Junkie XL (Tom Holkenborg), the founder of NERVE and part of a new breed of film composers that merges electronic with symphonic (“Divergent,” “300: Rise of an Empire”), found the perfect blend for George Miller’s “Mad Max: Fury Road.” Think rock opera meets “Vertigo.” It’s this high-octane, retro revitalization that has also landed him “Batman v Superman: Dawn of Justice” (he’s scoring the Dark Knight in contrast to Hans Zimmer’s Man of Steel) and the remake of Kathryn Bigelow’s iconic “Point Break” thriller.
In fact, it’s all about going to musical extremes for Holkenborg: “It’s an extraordinary world that [George] created and it needs something that’s so crazy. At the same time, there are parts of the movie where all madness, all that gruesome dictatorship disappears and we are left with five people that come together with human interactions that we would now see as normal in our world. But they’re not normal in that world, which is the survival of the fittest. That is the point where it becomes really human and that’s where the score gets really small and really intimate.”
But for the most part, “Fury Road’s” vast landscape — the Outback from hell — provided Holkenborg the opportunity to utilize nearly 200 instruments and an 80-voice choir in a frenzy of beating drums, sweeping strings and growling electric guitars (pretty much anything he could get his hands on).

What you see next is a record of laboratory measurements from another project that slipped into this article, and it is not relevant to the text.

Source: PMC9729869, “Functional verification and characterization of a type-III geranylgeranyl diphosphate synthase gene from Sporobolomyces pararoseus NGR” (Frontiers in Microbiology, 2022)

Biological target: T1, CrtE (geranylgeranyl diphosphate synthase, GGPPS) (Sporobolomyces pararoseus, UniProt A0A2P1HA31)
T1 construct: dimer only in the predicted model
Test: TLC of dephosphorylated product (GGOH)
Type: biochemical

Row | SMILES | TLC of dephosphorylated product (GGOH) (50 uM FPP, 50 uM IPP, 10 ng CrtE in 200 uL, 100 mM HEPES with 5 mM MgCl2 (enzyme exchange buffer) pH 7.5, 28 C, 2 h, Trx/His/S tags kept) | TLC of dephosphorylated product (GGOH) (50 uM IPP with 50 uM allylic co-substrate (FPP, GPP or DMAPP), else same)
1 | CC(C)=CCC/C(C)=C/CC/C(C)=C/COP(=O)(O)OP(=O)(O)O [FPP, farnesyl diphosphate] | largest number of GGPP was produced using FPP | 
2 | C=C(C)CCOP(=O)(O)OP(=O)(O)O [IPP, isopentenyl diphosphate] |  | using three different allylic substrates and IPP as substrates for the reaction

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The hard part was pleasing Miller, who doesn’t like to be emotionally led by music or have the music get ahead of the narrative. “We did a lot of experimenting to find the right tone and to express love and affection. The thing about the scores of the ’50s is that they were pretty shameless about starting the love theme full on when a woman enters the room. That’s a different approach to what we do now in 2015 where we go at it slightly,” the composer offered.
While Holkenborg won’t openly discuss “Dawn of Justice” (March 25, 2016), he has a hard time denying that the contrast between darkness (Batman) and light (Superman) makes for a great operatic-like fusion. Likewise, he’s also tight-lipped about DP/director Ericson Core’s extreme sports take on “Point Break” (opening Christmas), so all we can presume is that he going to new musical extremes for that one, too.